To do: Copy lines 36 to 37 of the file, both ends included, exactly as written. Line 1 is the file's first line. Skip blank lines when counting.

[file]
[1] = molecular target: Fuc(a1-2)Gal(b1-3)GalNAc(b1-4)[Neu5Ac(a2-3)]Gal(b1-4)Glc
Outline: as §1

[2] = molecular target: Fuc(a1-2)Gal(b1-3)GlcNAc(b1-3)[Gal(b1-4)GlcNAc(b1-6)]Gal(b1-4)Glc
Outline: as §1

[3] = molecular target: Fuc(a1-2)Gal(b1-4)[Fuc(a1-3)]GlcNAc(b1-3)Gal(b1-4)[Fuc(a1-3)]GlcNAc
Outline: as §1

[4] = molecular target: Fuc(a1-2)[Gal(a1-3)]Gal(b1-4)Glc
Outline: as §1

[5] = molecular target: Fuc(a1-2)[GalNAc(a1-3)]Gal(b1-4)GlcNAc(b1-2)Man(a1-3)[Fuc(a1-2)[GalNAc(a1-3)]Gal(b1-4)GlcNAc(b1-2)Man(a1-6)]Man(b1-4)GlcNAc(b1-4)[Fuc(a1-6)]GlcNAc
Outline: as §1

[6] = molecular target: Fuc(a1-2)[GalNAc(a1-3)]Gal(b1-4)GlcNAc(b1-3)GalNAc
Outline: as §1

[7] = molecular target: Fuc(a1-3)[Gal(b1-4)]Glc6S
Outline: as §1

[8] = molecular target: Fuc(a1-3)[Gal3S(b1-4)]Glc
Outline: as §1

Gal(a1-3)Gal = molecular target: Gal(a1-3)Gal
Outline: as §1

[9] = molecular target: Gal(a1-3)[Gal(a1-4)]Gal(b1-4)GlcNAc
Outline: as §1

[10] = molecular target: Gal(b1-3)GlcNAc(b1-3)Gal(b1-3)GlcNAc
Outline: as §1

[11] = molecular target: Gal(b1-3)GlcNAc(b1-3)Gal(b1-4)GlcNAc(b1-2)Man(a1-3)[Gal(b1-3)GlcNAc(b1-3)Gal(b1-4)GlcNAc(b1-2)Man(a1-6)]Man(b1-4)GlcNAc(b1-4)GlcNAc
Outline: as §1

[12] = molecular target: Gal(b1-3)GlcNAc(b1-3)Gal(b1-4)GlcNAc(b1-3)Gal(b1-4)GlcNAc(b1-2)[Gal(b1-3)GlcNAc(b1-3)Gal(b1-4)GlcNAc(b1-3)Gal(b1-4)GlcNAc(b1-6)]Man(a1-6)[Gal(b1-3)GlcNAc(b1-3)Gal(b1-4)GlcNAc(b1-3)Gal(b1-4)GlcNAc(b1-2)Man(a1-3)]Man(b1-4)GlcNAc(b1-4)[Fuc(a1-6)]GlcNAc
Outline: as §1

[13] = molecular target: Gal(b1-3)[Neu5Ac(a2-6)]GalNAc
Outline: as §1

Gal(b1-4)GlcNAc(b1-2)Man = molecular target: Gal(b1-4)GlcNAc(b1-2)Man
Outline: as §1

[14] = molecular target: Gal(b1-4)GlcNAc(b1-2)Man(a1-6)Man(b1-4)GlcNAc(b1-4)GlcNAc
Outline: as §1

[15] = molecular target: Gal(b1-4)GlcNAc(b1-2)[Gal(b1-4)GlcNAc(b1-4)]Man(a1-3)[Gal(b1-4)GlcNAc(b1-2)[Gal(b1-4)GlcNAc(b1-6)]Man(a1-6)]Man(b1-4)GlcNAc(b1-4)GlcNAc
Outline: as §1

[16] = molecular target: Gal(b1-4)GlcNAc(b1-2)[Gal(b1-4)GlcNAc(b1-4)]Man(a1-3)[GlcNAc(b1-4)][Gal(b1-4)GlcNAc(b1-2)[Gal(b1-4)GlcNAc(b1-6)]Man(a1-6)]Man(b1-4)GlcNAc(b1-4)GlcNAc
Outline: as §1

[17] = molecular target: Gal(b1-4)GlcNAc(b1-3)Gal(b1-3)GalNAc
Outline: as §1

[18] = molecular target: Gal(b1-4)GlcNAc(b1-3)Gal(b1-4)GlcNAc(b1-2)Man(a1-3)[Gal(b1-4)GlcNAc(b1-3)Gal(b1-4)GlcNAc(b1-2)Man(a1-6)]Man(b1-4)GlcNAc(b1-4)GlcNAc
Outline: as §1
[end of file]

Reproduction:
Outline: as §1

[17] = molecular target: Gal(b1-4)GlcNAc(b1-3)Gal(b1-3)GalNAc